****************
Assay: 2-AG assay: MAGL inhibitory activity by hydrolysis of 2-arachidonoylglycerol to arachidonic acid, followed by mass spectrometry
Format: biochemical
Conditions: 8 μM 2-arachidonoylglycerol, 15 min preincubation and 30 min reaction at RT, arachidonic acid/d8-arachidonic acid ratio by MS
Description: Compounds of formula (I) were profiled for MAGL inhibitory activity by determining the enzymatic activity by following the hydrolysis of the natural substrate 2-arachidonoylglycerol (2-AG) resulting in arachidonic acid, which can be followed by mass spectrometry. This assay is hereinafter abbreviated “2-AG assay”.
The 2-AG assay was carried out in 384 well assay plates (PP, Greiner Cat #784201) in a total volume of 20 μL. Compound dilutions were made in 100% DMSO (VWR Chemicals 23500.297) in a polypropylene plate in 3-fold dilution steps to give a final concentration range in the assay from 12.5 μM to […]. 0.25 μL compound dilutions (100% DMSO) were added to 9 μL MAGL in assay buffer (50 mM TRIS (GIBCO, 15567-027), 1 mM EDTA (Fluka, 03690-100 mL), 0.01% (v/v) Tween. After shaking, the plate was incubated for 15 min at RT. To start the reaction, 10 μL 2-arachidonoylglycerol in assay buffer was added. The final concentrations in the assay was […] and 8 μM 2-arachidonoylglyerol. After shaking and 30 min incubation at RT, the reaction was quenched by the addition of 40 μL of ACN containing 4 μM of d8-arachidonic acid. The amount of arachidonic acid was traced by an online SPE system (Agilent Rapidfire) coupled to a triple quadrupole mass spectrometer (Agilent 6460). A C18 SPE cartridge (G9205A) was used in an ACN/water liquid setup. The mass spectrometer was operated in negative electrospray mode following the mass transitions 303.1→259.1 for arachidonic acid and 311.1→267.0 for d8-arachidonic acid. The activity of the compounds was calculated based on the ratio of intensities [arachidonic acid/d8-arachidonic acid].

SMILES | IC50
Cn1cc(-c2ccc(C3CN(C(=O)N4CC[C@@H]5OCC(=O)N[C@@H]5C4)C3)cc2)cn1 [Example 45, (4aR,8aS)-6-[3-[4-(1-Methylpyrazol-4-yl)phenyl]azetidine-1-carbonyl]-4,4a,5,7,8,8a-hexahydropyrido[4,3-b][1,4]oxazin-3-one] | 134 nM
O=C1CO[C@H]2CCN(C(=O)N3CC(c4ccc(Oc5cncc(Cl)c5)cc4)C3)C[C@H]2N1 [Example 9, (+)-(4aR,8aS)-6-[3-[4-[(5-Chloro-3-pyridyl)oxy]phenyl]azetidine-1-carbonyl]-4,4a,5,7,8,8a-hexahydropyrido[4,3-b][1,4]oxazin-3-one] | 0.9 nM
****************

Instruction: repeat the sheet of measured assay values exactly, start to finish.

Assay: 2-AG assay: MAGL inhibitory activity by hydrolysis of 2-arachidonoylglycerol to arachidonic acid, followed by mass spectrometry
Format: biochemical
Conditions: 8 μM 2-arachidonoylglycerol, 15 min preincubation and 30 min reaction at RT, arachidonic acid/d8-arachidonic acid ratio by MS
Description: Compounds of formula (I) were profiled for MAGL inhibitory activity by determining the enzymatic activity by following the hydrolysis of the natural substrate 2-arachidonoylglycerol (2-AG) resulting in arachidonic acid, which can be followed by mass spectrometry. This assay is hereinafter abbreviated “2-AG assay”.
The 2-AG assay was carried out in 384 well assay plates (PP, Greiner Cat #784201) in a total volume of 20 μL. Compound dilutions were made in 100% DMSO (VWR Chemicals 23500.297) in a polypropylene plate in 3-fold dilution steps to give a final concentration range in the assay from 12.5 μM to […]. 0.25 μL compound dilutions (100% DMSO) were added to 9 μL MAGL in assay buffer (50 mM TRIS (GIBCO, 15567-027), 1 mM EDTA (Fluka, 03690-100 mL), 0.01% (v/v) Tween. After shaking, the plate was incubated for 15 min at RT. To start the reaction, 10 μL 2-arachidonoylglycerol in assay buffer was added. The final concentrations in the assay was […] and 8 μM 2-arachidonoylglyerol. After shaking and 30 min incubation at RT, the reaction was quenched by the addition of 40 μL of ACN containing 4 μM of d8-arachidonic acid. The amount of arachidonic acid was traced by an online SPE system (Agilent Rapidfire) coupled to a triple quadrupole mass spectrometer (Agilent 6460). A C18 SPE cartridge (G9205A) was used in an ACN/water liquid setup. The mass spectrometer was operated in negative electrospray mode following the mass transitions 303.1→259.1 for arachidonic acid and 311.1→267.0 for d8-arachidonic acid. The activity of the compounds was calculated based on the ratio of intensities [arachidonic acid/d8-arachidonic acid].

SMILES | IC50
Cn1cc(-c2ccc(C3CN(C(=O)N4CC[C@@H]5OCC(=O)N[C@@H]5C4)C3)cc2)cn1 [Example 45, (4aR,8aS)-6-[3-[4-(1-Methylpyrazol-4-yl)phenyl]azetidine-1-carbonyl]-4,4a,5,7,8,8a-hexahydropyrido[4,3-b][1,4]oxazin-3-one] | 134 nM
O=C1CO[C@H]2CCN(C(=O)N3CC(c4ccc(Oc5cncc(Cl)c5)cc4)C3)C[C@H]2N1 [Example 9, (+)-(4aR,8aS)-6-[3-[4-[(5-Chloro-3-pyridyl)oxy]phenyl]azetidine-1-carbonyl]-4,4a,5,7,8,8a-hexahydropyrido[4,3-b][1,4]oxazin-3-one] | 0.9 nM